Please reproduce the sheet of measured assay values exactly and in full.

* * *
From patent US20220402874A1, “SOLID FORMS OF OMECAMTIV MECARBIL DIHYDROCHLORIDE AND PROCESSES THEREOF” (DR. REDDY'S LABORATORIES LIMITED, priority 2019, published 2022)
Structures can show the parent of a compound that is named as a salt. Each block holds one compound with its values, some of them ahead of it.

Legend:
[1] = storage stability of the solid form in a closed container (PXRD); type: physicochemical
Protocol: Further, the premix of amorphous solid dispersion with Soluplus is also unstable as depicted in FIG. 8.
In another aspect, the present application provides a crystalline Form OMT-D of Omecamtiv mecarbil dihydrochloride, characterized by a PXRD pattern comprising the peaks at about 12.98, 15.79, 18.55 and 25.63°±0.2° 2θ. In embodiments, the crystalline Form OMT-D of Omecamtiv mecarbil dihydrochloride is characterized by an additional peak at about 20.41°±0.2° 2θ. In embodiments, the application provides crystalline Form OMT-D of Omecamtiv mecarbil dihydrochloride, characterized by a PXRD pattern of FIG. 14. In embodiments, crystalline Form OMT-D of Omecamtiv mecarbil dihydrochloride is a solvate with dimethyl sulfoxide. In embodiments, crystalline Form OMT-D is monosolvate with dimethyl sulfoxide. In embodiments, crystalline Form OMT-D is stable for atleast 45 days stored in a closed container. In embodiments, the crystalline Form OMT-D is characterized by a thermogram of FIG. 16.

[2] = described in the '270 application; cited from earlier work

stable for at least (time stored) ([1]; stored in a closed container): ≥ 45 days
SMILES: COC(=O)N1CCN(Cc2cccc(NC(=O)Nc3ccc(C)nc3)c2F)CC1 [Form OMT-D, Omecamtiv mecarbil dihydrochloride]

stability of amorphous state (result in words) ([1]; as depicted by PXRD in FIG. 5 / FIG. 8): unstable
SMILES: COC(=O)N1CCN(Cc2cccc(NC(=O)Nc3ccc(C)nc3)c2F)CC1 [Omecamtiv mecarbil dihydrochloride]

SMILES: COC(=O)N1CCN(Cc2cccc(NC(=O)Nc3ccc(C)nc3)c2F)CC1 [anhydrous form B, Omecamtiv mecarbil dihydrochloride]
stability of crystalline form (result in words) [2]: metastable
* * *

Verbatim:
From patent US20220402874A1, “SOLID FORMS OF OMECAMTIV MECARBIL DIHYDROCHLORIDE AND PROCESSES THEREOF” (DR. REDDY'S LABORATORIES LIMITED, priority 2019, published 2022)
Structures can show the parent of a compound that is named as a salt. Each block holds one compound with its values, some of them ahead of it.

Legend:
[1] = storage stability of the solid form in a closed container (PXRD); type: physicochemical
Protocol: Further, the premix of amorphous solid dispersion with Soluplus is also unstable as depicted in FIG. 8.
In another aspect, the present application provides a crystalline Form OMT-D of Omecamtiv mecarbil dihydrochloride, characterized by a PXRD pattern comprising the peaks at about 12.98, 15.79, 18.55 and 25.63°±0.2° 2θ. In embodiments, the crystalline Form OMT-D of Omecamtiv mecarbil dihydrochloride is characterized by an additional peak at about 20.41°±0.2° 2θ. In embodiments, the application provides crystalline Form OMT-D of Omecamtiv mecarbil dihydrochloride, characterized by a PXRD pattern of FIG. 14. In embodiments, crystalline Form OMT-D of Omecamtiv mecarbil dihydrochloride is a solvate with dimethyl sulfoxide. In embodiments, crystalline Form OMT-D is monosolvate with dimethyl sulfoxide. In embodiments, crystalline Form OMT-D is stable for atleast 45 days stored in a closed container. In embodiments, the crystalline Form OMT-D is characterized by a thermogram of FIG. 16.

[2] = described in the '270 application; cited from earlier work

stable for at least (time stored) ([1]; stored in a closed container): ≥ 45 days
SMILES: COC(=O)N1CCN(Cc2cccc(NC(=O)Nc3ccc(C)nc3)c2F)CC1 [Form OMT-D, Omecamtiv mecarbil dihydrochloride]

stability of amorphous state (result in words) ([1]; as depicted by PXRD in FIG. 5 / FIG. 8): unstable
SMILES: COC(=O)N1CCN(Cc2cccc(NC(=O)Nc3ccc(C)nc3)c2F)CC1 [Omecamtiv mecarbil dihydrochloride]

SMILES: COC(=O)N1CCN(Cc2cccc(NC(=O)Nc3ccc(C)nc3)c2F)CC1 [anhydrous form B, Omecamtiv mecarbil dihydrochloride]
stability of crystalline form (result in words) [2]: metastable